The NFL championship game lines with a side of South Carolina.
January 19, 2012, 8:45 PM
Primary season is a dangerous time for gamblers to be betting on both the high stakes world of professional football and national politics. Waters run deep and lines will usually change on the whim of a word or the whisper of an injury. In truth it’s a natural obsession; the differences between the two are minimal which is why they attract the same sort of beasts. Our kind will always call for a winner and loser and we’ll expect nothing less than a long and bloody road to the finish. The closer the race, the higher the stakes and we’ll usually settle for an exciting end over a runaway win, despite the losses we may have to endure.
Junkies - political, sport or otherwise - are here for the rush, which is why I find myself flipping with increasing intensity between the Southern Republican debate and the Heat-Lakers game. The Lakers are now down by two and lip service has just been paid to ‘crony capitalism’ so I guess we’re here for the long haul and about to settle in for a very serious night of both.
When the two collide it will always mean fast times for fast people; we’ve become experts at high-speed channel changing and instantaneous Twitter rhetoric. The slightest lull in the action will drive us away which is why it is important that both shows have a score and a clear-cut winner at any given time. We’re driven by fast falling numbers; we have no patience for deadlocks or ties. One point or one vote will suffice and the only thing that matters at the end of the day is how much you laid against either side of line. People can win and people can lose; the important thing for anyone serious about making any money on either is that they knew where they stood when they started and didn’t get in over their head. Betting sports is of course faster paced than betting politics but the outcomes are rarely as dire and the pot is never as deep. Professional politics is big game money for big game players and there is simply no comparison in the stakes between the two.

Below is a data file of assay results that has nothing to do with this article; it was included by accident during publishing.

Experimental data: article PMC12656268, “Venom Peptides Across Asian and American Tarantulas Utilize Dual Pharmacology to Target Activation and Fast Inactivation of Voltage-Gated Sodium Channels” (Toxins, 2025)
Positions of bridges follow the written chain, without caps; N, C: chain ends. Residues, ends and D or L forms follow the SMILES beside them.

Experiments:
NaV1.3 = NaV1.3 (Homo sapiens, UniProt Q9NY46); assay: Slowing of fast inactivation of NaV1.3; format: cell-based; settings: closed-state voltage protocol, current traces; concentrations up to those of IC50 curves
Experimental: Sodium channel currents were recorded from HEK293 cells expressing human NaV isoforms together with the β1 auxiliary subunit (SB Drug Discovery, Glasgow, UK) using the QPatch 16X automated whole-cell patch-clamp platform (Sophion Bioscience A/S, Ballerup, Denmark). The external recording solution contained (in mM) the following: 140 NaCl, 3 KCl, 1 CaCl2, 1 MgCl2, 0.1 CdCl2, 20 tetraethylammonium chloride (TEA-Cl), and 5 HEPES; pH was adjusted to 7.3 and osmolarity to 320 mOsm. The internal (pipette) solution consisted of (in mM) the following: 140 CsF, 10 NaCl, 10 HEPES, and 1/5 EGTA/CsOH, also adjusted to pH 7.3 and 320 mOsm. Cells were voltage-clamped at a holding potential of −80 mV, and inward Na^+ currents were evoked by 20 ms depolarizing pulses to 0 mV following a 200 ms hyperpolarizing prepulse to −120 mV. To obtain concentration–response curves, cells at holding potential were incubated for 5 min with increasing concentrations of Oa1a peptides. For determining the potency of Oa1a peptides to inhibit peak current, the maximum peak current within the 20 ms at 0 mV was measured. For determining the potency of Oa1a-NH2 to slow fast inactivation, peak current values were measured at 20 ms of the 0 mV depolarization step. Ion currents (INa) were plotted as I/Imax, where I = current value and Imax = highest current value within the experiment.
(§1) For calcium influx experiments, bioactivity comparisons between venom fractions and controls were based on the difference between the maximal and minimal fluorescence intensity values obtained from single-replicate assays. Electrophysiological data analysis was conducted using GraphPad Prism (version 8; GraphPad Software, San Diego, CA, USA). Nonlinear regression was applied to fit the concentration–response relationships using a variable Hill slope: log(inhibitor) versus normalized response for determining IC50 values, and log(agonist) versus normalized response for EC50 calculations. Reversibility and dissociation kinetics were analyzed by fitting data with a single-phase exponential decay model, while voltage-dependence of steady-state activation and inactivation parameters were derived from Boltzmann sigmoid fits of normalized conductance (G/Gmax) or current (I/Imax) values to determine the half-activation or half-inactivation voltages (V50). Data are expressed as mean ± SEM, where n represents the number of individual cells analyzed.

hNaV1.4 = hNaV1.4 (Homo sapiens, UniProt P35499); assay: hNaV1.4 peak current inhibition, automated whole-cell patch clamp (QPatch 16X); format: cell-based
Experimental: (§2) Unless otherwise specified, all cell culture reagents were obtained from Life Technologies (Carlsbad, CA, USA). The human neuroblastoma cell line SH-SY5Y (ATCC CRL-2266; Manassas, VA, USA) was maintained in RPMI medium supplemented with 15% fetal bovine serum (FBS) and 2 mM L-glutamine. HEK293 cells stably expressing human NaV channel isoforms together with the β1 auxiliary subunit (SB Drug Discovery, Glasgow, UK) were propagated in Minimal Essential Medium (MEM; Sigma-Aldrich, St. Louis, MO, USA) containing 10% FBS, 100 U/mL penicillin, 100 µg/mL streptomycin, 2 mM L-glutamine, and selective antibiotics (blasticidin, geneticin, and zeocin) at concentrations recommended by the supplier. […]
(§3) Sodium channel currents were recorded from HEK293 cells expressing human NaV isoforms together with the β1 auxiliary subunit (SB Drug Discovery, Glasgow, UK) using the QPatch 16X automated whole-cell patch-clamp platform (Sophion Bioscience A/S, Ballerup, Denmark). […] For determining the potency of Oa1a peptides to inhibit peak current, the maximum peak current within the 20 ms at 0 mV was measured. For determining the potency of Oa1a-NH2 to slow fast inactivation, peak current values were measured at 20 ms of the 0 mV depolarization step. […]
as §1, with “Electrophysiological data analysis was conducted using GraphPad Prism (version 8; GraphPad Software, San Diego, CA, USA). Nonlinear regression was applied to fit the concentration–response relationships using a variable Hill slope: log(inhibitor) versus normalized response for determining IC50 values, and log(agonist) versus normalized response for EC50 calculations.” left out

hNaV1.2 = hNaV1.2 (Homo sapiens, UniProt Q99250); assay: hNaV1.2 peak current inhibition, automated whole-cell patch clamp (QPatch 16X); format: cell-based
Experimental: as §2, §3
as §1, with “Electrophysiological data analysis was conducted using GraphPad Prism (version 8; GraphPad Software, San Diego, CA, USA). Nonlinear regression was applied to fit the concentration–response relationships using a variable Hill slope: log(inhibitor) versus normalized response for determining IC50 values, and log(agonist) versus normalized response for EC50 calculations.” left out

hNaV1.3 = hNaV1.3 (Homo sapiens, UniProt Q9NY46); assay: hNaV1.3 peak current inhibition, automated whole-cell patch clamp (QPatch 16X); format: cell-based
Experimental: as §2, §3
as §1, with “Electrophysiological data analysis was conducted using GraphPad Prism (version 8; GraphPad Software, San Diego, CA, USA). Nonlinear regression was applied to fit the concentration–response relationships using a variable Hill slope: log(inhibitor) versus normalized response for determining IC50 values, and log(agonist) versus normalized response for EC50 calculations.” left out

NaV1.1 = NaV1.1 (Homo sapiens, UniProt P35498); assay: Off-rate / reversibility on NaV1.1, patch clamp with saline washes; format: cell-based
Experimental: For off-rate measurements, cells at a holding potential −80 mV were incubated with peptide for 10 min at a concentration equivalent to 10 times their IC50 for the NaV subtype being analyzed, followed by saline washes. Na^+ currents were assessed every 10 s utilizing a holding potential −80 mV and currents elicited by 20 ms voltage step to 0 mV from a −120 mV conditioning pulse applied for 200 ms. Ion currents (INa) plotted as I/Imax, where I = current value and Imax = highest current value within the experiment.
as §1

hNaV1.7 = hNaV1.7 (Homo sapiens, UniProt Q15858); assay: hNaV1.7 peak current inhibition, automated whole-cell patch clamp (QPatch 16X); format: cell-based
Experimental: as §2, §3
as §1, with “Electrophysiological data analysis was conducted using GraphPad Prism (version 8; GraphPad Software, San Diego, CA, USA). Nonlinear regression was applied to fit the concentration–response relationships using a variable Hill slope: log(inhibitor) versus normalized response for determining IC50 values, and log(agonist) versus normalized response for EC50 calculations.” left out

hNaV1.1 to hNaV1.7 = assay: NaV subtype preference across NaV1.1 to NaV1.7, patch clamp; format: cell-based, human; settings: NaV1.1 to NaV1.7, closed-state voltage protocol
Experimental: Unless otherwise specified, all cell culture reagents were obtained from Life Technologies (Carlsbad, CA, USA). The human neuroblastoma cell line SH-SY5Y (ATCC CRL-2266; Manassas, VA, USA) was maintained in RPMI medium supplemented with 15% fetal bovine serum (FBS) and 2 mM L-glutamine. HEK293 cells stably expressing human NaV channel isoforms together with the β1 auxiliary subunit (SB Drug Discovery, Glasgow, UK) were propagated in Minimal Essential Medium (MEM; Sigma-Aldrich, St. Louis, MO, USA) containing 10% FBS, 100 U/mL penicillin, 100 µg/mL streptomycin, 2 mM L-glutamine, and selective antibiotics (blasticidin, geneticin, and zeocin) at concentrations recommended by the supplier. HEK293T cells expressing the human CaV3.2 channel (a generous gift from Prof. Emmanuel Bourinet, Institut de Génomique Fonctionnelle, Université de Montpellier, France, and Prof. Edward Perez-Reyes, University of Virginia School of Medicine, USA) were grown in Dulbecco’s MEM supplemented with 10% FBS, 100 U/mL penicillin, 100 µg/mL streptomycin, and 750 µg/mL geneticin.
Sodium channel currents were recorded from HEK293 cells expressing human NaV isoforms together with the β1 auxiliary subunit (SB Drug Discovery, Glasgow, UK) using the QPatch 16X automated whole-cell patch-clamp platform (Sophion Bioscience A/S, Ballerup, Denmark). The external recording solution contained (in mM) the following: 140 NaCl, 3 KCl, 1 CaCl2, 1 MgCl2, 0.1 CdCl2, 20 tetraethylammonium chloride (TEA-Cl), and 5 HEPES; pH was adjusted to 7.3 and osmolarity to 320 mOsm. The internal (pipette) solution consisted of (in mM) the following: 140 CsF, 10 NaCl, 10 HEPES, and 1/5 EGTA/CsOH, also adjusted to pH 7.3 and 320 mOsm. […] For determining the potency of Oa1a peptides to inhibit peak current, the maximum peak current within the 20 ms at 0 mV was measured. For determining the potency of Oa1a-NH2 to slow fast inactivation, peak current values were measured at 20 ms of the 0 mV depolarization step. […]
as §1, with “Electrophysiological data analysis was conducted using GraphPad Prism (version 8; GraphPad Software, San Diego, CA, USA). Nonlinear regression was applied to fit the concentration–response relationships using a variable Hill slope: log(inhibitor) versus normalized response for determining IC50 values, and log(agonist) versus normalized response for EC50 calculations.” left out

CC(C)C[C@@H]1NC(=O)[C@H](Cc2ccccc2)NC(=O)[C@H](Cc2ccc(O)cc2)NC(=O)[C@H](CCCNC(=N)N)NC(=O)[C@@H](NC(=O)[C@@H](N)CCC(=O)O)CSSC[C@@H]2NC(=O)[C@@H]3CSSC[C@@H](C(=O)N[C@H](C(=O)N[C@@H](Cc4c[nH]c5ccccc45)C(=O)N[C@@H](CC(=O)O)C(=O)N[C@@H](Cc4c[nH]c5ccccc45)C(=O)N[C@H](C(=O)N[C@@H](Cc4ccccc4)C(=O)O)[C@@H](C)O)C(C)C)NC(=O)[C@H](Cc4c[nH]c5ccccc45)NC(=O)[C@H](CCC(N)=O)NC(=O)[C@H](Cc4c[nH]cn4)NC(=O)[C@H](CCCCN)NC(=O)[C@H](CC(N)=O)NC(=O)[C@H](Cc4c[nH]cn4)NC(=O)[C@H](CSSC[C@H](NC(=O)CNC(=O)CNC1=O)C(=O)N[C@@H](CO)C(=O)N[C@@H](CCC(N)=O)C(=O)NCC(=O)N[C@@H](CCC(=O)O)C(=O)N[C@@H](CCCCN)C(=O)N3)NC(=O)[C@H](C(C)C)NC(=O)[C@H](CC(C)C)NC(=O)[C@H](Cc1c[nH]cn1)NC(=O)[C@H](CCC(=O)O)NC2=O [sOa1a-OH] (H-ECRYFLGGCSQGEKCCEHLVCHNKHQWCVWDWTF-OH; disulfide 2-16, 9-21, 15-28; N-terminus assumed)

But don’t confuse the point; in circles of public opinion the two play just as intimate a role. A life-long Lakers fan will not take kindly to a game seven loss but could care less who their congressional representative might be; a political candidate couldn’t tell you the score of last night’s game but knows down to the third decimal point where voters stand when it comes to the color of his tie. No, the two arenas are not always mutually exclusive but both are built on the same premise and are as equally relevant when it comes to popular opinion and the dangerous exchange of money and pride.
It is of course this exchange that leaves us in the precarious position we find ourselves tonight, flipping haplessly between channels, undecided as to which we really care more about. The Lakers are now being drubbed by the Heat and the money is lost but it’s peanuts in comparison to what we have invested in the future of this country, a bet everyone has made, knowingly or not. The only real difference between the two wagers aside from stakes is that basketball is a game played with sets and presses we can all understand; politics is an uglier sport where the rules always change and the game never ends. The fans always watch and they can never go home. Like a Super Bowl stuck in a scoreless tie, heading into 22 consecutive overtimes and on all the time. At least the Lakers will win or lose and our lives will go on. Life in the endless loop of politics can sometimes make it harder to care even when the stakes are so high.
This Week’s Lines:
Baltimore (+7.5) over New England
We witnessed exactly what we said would happen when two offense-only teams met up with more well-rounded opponents; both the Packers and the Saints fell because they couldn’t play D and they couldn’t play around a good one. With the pressure on, these two teams gave up nine offensive turnovers after combining for only 41 all year. They made mistakes, they fell behind and they couldn’t keep up when the game mattered most. You think whatever corpses they wheel out onto the New England backfield are going to do any better? You think Gronk is going to look as good playing around Ed Reed, Ray Lewis and Terrell Suggs?
San Francisco (-2.5) over New York
One through three, the Giants might actually have the deadliest receiving trio in the game right now. The Manningham/Nicks/Cruz connection is a formidable force when all three are allowed to fly which is tethered to which tight end shows up. If it is Jake Ballard, who effectively draws safeties away from wide-outs in short coverage, then the Giants have a chance. If it’s the under the radar player we hardly knew and didn’t care about at Ohio State, then San Francisco’s safeties are going to have a field day.The Giants know they won’t be able to run so Ballard’s abilities as a legitimate distraction will be put to the test and the boy hasn’t put up the numbers to say that will be the case. The Niners are running like a well-oiled machine and we might just be on our way to the first ever Harbowl.
Last Week: 3-1